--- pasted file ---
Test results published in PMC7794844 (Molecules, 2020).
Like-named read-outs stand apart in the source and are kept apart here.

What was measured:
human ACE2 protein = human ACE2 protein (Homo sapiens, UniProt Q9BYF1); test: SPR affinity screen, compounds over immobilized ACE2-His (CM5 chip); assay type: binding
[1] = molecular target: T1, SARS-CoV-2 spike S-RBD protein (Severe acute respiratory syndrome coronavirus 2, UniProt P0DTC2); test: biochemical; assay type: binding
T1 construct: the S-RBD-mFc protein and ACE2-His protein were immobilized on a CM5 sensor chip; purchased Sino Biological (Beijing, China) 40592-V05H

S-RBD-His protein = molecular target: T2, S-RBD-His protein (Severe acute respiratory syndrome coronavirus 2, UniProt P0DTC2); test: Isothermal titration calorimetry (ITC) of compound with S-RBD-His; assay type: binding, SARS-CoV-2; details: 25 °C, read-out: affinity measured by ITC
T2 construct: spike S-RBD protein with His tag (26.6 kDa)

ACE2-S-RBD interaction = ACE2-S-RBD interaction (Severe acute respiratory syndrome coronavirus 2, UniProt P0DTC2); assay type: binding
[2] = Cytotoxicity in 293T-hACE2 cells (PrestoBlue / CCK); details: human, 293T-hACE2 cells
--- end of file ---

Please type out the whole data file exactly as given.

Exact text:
Test results published in PMC7794844 (Molecules, 2020).
Like-named read-outs stand apart in the source and are kept apart here.

What was measured:
human ACE2 protein = human ACE2 protein (Homo sapiens, UniProt Q9BYF1); test: SPR affinity screen, compounds over immobilized ACE2-His (CM5 chip); assay type: binding
[1] = molecular target: T1, SARS-CoV-2 spike S-RBD protein (Severe acute respiratory syndrome coronavirus 2, UniProt P0DTC2); test: biochemical; assay type: binding
T1 construct: the S-RBD-mFc protein and ACE2-His protein were immobilized on a CM5 sensor chip; purchased Sino Biological (Beijing, China) 40592-V05H

S-RBD-His protein = molecular target: T2, S-RBD-His protein (Severe acute respiratory syndrome coronavirus 2, UniProt P0DTC2); test: Isothermal titration calorimetry (ITC) of compound with S-RBD-His; assay type: binding, SARS-CoV-2; details: 25 °C, read-out: affinity measured by ITC
T2 construct: spike S-RBD protein with His tag (26.6 kDa)

ACE2-S-RBD interaction = ACE2-S-RBD interaction (Severe acute respiratory syndrome coronavirus 2, UniProt P0DTC2); assay type: binding
[2] = Cytotoxicity in 293T-hACE2 cells (PrestoBlue / CCK); details: human, 293T-hACE2 cells